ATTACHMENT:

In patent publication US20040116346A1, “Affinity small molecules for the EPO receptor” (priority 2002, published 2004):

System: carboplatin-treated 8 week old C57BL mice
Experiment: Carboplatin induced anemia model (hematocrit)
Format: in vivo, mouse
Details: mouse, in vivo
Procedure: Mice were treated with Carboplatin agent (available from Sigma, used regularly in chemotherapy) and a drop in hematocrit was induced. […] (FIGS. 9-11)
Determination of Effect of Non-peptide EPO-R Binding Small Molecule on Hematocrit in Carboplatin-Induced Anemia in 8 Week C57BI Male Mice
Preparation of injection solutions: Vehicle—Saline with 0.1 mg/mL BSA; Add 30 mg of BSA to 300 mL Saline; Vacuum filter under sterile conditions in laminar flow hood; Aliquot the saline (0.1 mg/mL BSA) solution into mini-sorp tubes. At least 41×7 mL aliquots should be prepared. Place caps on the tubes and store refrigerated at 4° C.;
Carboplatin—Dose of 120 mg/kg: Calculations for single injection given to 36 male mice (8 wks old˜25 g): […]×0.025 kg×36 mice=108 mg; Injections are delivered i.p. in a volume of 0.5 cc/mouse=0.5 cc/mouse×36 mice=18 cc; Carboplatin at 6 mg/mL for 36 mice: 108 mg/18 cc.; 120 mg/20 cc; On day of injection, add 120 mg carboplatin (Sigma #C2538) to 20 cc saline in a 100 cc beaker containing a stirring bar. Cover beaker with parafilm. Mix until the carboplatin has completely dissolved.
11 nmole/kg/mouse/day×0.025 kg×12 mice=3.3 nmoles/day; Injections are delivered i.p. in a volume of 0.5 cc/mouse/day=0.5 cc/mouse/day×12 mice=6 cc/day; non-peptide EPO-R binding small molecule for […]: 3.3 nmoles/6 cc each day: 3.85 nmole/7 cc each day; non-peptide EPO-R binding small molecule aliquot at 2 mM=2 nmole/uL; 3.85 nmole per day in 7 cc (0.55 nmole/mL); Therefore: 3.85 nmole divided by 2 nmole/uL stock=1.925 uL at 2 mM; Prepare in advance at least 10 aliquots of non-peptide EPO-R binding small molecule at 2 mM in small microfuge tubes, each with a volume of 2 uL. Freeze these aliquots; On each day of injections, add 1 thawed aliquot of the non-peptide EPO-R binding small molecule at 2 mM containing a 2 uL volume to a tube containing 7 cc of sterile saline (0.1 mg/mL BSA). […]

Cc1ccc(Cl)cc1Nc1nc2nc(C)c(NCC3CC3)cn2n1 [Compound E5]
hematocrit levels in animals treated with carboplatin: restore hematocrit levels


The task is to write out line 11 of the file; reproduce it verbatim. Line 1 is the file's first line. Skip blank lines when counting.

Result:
Cc1ccc(Cl)cc1Nc1nc2nc(C)c(NCC3CC3)cn2n1 [Compound E5]